Sub-letting, seemingly now known as Rent-to-Let within the lettings industry, which basically involves a tenant renting a property and then sub-letting it or a room within the house or apartment for a profit without their landlords consent, is on the rise reports Rushbrook & Rathbone.
Founding Director Sarah Rushbrook says: “It is no new phenomena or trend that is happening, but sub-letting is now becoming a lucrative business in today’s marketplace with some tenants renting a number of properties and then letting them out as rooms. It is an increasing problem, particularly in larger cities and university towns where many of the people subletting are foreign students who find these rooms through the internet. Unethical in every sense, these tenants pay no tax on the income they earn so as well as defrauding their landlord they are also defrauding the Inland Revenue.”
There isn’t unfortunately a lot that a landlord can do from a protection point of view but Sarah states that however difficult it is to avoid this situation, there are steps that can be taken which may deter scammers and landlords should be aware of these.
Sarah continues: “Landlords can help minimise the risk by being professional from the start. Any landlord should be confident that they have all the correct paperwork in place, including comprehensive tenant referencing and also a professionally compiled inventory and a full independent check in. Being thorough with checks from the outset can show potential scammers that everything is being performed and documented correctly, often discouraging them from taking any unethical actions.
Following this, there are definite signs to look out for so my advice is to follow your sixth sense. Look out for obvious signs including a single occupant renting a large property, is the tenant’s work address miles away from the property, was he renting before. Most rented properties that are sublet have more than one bedroom as tenants have the opportunity to let rooms out individually so landlords offering two or more bedrooms need to just bear this in mind.”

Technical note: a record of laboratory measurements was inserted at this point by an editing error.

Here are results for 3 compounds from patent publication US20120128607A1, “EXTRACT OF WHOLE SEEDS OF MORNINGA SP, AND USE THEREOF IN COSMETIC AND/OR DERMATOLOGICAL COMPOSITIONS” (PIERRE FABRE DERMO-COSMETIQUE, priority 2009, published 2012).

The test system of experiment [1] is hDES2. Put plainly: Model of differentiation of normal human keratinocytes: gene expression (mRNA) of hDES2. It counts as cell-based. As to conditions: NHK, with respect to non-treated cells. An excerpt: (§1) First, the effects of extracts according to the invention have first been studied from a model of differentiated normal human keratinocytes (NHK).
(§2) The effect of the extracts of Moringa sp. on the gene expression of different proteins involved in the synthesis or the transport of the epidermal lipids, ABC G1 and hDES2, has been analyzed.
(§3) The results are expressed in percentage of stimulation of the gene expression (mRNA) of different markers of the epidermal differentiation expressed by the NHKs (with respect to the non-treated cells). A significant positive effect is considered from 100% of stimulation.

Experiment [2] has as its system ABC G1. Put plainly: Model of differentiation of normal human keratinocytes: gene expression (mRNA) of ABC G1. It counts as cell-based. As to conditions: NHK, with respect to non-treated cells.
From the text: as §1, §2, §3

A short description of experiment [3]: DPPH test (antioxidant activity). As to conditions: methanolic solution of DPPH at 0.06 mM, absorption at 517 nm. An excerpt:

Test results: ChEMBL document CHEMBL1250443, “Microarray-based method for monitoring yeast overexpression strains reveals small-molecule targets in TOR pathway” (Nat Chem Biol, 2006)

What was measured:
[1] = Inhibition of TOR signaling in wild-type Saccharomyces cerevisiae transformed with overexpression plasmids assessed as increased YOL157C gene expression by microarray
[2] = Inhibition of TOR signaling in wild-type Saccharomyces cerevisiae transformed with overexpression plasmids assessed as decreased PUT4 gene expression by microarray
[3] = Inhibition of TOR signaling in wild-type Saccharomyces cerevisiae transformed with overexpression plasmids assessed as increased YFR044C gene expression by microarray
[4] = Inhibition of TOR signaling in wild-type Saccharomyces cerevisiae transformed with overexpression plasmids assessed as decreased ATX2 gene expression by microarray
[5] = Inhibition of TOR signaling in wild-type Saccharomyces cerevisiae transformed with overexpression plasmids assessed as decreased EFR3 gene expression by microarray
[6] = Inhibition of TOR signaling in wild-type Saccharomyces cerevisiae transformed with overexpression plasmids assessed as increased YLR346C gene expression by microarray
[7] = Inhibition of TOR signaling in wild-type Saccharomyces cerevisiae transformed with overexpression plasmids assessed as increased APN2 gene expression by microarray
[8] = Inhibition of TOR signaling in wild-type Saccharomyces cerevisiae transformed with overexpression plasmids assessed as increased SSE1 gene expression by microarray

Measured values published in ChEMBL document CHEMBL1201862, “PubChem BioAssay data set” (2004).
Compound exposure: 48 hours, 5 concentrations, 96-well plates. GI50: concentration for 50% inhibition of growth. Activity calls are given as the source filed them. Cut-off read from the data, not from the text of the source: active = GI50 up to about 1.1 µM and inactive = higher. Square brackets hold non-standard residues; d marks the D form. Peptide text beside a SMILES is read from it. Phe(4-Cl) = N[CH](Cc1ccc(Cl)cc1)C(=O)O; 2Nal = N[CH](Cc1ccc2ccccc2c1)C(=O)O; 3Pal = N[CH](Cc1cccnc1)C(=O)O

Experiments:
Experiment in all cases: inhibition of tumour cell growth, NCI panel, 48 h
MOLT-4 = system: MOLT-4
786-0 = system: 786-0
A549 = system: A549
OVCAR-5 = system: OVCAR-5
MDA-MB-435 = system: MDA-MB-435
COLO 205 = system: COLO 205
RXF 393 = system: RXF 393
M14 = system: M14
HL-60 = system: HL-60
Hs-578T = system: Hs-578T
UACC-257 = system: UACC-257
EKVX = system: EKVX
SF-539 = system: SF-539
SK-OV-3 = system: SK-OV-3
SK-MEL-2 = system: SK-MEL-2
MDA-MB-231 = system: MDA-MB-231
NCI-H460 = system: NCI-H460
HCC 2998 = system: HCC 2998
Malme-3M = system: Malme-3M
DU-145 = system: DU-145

Finally, Sarah suggests that it’s a good idea to use the service of an experienced managing agent as they will help landlords to avoid this problem by ensuring that nothing is overlooked. “They will insist on regular property visits which will more than likely stop any sub-letting from taking place, and if visits are declined by the tenant time after time then the alarm will be raised.” Says Sarah.
“Despite these steps being taken, unfortunately current legislation is so determined to protect tenants from rogue landlords and agents, and quite rightly so, that it in no way considers the problems that tenant’s can create. As long as subletting is a civil offence and a landlord’s only redress is by claiming a breach through the courts there is not much deterrent for the scammers. There is unlikely to be any county court judgment as scammers will be scrupulous about paying the rent to the landlord. The worst that can happen is they have to hand the property back. Their actions will not be recorded or registered anywhere that future landlords can check so. This is why legislation needs to take into account the damage a ‘rogue’ tenant can cause, and why I urge landlords to take steps prior to entering an agreement to help avoid such a situation.”
Holly Addinall, PR for R & R – http://www.rushbrookrathbone.co.uk/